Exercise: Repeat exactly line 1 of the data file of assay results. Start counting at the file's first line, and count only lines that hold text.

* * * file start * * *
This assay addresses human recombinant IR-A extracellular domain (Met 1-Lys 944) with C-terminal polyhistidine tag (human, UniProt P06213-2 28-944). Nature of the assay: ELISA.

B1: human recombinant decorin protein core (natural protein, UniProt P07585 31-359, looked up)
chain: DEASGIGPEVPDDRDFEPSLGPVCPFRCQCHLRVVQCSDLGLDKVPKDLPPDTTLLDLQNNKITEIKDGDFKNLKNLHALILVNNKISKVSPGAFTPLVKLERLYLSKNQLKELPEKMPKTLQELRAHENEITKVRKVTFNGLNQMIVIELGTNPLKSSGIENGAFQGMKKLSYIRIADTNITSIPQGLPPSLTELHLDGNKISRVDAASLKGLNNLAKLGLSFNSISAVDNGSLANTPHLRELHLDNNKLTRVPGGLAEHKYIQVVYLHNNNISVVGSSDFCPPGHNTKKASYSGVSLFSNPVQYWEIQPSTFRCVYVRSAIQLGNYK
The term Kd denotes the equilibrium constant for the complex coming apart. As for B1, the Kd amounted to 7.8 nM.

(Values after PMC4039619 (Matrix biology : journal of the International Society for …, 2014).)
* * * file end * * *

This assay addresses human recombinant IR-A extracellular domain (Met 1-Lys 944) with C-terminal polyhistidine tag (human, UniProt P06213-2 28-944). Nature of the assay: ELISA.